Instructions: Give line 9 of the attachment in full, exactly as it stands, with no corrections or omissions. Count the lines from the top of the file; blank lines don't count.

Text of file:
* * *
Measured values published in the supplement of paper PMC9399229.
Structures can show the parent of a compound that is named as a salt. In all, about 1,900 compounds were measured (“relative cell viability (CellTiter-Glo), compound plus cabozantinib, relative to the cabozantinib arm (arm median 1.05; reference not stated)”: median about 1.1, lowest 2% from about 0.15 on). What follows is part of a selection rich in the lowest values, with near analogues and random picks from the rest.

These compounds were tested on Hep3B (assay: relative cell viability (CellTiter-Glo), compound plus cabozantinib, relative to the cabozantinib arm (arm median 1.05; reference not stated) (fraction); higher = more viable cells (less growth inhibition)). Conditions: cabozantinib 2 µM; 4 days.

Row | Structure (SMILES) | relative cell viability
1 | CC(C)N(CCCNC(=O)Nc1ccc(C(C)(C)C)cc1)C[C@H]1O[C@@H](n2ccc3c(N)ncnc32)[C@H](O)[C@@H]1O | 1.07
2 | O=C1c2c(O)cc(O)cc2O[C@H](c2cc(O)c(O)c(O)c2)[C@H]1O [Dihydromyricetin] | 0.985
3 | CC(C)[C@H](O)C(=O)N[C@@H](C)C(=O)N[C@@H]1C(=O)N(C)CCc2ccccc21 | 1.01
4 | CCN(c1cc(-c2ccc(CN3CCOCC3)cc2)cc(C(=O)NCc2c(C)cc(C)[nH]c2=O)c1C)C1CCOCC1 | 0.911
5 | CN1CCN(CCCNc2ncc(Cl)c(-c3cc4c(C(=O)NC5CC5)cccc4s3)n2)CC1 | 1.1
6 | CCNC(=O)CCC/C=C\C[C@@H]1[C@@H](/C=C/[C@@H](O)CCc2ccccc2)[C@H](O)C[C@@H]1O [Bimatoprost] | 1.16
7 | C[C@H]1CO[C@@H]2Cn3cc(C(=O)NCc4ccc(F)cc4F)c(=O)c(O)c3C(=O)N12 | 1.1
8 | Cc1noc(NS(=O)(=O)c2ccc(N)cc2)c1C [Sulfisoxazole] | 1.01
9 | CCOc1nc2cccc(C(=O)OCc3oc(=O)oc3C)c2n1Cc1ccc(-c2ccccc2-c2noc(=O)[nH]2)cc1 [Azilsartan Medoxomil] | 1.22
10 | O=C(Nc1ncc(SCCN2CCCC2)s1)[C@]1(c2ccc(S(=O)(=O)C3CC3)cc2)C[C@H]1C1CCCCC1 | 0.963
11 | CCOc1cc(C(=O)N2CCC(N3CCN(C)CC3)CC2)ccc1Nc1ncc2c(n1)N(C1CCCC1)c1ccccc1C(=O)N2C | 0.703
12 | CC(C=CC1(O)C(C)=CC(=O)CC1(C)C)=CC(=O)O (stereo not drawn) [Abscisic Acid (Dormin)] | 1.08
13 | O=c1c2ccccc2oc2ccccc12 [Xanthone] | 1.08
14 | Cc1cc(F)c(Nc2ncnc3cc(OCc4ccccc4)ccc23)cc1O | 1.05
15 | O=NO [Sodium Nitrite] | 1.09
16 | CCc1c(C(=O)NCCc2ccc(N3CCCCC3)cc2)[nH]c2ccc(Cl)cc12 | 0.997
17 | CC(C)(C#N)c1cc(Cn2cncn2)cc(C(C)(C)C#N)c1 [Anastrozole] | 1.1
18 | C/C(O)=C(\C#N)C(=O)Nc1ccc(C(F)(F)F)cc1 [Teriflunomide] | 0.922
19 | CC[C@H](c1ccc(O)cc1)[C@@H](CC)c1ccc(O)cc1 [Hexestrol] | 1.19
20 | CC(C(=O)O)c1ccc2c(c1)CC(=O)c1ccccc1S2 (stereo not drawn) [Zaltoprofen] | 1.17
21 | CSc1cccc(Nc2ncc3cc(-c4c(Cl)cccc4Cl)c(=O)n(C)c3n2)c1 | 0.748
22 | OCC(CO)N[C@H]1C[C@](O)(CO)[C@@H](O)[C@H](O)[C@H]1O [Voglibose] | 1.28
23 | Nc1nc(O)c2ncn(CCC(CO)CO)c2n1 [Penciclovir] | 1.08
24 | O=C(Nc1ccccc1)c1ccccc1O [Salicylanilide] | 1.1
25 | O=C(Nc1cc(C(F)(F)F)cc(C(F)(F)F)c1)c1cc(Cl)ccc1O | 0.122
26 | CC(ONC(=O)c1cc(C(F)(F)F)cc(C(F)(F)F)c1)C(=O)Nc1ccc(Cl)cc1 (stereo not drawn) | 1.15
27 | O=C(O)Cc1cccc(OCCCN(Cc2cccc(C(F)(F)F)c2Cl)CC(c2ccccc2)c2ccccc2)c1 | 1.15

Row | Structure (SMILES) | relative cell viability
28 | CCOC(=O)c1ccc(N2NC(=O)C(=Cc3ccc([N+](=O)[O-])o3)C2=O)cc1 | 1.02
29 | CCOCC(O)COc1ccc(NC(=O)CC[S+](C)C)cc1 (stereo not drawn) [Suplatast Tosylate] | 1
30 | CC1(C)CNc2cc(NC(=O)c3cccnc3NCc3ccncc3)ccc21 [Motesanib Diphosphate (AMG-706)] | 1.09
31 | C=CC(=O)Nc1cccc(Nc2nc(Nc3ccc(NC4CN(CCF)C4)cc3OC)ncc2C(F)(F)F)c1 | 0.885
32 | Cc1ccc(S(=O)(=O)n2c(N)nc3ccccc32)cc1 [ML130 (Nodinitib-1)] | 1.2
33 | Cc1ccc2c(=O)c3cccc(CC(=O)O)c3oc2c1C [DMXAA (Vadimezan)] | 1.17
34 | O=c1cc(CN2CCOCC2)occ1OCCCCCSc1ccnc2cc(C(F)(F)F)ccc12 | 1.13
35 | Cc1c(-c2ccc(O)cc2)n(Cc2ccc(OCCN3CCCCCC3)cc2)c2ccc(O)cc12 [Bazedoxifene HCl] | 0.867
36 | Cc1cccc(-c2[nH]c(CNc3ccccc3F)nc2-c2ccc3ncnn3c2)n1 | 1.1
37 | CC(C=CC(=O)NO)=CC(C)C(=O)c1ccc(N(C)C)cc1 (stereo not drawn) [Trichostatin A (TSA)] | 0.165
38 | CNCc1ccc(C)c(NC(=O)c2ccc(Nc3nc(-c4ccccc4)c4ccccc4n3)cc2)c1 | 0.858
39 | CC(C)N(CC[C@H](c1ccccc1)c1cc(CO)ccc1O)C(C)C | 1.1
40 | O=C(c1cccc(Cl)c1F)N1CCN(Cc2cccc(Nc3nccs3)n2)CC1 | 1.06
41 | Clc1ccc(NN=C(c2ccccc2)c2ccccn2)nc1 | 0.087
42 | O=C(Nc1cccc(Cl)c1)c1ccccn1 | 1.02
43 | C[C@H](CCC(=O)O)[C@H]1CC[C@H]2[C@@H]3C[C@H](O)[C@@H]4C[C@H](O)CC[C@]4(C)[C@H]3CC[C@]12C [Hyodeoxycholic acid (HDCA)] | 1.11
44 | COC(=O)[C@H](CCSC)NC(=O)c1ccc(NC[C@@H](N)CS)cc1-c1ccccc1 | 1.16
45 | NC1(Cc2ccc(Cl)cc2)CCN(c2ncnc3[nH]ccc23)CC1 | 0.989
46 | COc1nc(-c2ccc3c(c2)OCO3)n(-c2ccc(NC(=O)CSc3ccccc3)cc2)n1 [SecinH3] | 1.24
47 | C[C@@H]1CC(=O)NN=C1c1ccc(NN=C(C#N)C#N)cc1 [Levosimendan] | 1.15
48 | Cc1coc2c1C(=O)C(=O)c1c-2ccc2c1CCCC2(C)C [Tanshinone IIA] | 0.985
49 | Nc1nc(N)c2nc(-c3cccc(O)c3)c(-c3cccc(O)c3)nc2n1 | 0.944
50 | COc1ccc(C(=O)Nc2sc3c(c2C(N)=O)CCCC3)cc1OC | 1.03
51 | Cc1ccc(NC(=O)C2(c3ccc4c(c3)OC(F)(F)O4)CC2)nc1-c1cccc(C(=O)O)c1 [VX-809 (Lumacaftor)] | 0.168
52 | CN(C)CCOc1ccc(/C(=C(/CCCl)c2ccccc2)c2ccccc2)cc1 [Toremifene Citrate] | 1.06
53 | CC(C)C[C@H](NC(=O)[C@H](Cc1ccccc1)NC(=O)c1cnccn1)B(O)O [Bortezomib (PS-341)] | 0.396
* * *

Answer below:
5 | CN1CCN(CCCNc2ncc(Cl)c(-c3cc4c(C(=O)NC5CC5)cccc4s3)n2)CC1 | 1.1